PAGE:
by Ken Lindblom
Many students dislike writing in school, and it’s no wonder. Five-paragraph essay formats, predictable essay questions on books they didn’t choose to read, all written for a teacher (or faceless exam scorer) who knows more about the subject than they do. Who would find this “schoolish writing”–as Anne Elrod Whitney has called it–appealing? Certainly not Tim Dewar’s daughter, who has “better writing to do”! No where in the world outside school is writing expected to be formulaically written without a real purpose and without a real audience. As noted educator, Grant Wiggins, has put it:
The point of writing is to have something to say and to make a difference in saying it. Rarely, however, is impact the focus in writing instruction in English class. (29)
While many students claim to dislike writing, according to a PEW Report, today’s young people actually write a lot more than young people of decades ago. But what they write are texts and on Facebook, Twitter, Instagram, and other social media platforms. Kristen Hawley Turner agrees, as she points out in her blog post earlier this month. Some may scoff at the significance of social media writing, but when students write on social media they are devising something to say, considering how to best say it to their intended audience, and they engage the results of their writing (that is, they either see that they are understood or they must rewrite it, so they are understood). This is real writing.
Authentic Writing as an Alternative to School Writing
If we want all students to learn to write to the best of their ability we must design writing assignments that excite their interests: assignments that allow students to select topics that they are interested in and that allow them to write to real audiences that they truly want to speak to.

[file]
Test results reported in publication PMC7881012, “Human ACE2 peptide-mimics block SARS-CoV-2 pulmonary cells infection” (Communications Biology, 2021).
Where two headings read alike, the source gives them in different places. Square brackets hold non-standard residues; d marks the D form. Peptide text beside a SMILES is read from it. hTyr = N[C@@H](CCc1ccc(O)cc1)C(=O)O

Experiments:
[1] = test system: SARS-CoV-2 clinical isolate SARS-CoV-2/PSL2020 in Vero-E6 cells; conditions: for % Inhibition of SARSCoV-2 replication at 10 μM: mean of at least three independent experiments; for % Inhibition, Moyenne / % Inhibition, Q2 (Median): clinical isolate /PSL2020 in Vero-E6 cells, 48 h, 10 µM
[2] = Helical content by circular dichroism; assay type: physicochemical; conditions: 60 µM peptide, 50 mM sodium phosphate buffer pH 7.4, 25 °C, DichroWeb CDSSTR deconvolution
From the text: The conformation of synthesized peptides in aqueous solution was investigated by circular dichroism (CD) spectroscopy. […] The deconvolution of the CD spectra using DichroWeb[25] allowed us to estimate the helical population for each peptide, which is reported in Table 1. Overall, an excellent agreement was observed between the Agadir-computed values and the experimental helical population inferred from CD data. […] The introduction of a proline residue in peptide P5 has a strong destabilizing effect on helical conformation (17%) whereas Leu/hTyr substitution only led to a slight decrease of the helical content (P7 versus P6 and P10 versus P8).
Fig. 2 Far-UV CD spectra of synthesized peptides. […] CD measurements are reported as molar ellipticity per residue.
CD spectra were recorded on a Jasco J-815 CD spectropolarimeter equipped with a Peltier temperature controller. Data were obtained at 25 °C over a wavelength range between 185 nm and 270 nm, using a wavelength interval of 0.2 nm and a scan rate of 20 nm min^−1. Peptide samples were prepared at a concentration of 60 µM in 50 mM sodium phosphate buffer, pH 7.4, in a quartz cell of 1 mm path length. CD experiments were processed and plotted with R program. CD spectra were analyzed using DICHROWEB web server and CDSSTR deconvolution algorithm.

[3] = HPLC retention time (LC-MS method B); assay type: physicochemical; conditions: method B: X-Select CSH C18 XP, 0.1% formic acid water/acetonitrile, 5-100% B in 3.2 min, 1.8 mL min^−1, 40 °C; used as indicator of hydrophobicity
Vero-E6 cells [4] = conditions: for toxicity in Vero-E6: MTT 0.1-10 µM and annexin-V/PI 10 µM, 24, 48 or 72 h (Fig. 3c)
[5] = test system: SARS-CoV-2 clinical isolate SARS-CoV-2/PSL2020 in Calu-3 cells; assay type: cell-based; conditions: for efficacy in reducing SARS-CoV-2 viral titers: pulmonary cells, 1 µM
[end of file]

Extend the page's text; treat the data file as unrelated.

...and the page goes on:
The advantages of authentic writing go far beyond simply motivating students. They also help students develop real-world writing skills that they will need when they’re no longer writing for teachers. Skills such as:
- analyzing audiences;
- writing in formal and informal registers;
- analyzing and understanding the different conventions required for different genres (such as letters to the editor, business report summaries, and blog posts);
- and, writing for practice audiences (or peers) to see how real readers will react to their writing before they release to the world.
Because young people are now constantly engaged in real-world, social-media writing, it’s more important than ever that they learn how to write effectively, intelligently, and ethically.
The Authentic Writing Effect
It’s pretty easy to tell whether students are engaged in schoolish or authentic writing. Students asking questions like these are working on school writing:
- Does spelling count?
- How many sources do I need in my works cited?
- How long does this have to be?
- Can I use the word I?
- Do I have to write in complete sentences?
You’ll note these questions are all asked to a teacher, and that the teacher determines what the correct answers are. In school writing the teacher determines what counts as right and what counts as wrong. Imagine how exciting it is to write for someone who always knows more about the subject than you do and who gets to determine what in your writing is good and bad. I’ll give you a hint: It’s not.
Authentic writing, however, elicits very different kinds of questions from students:
- Can you help me make sure I get the spelling right?
- Will my audience think this evidence is convincing?
- Will my audience be willing to read this much or should I make it shorter?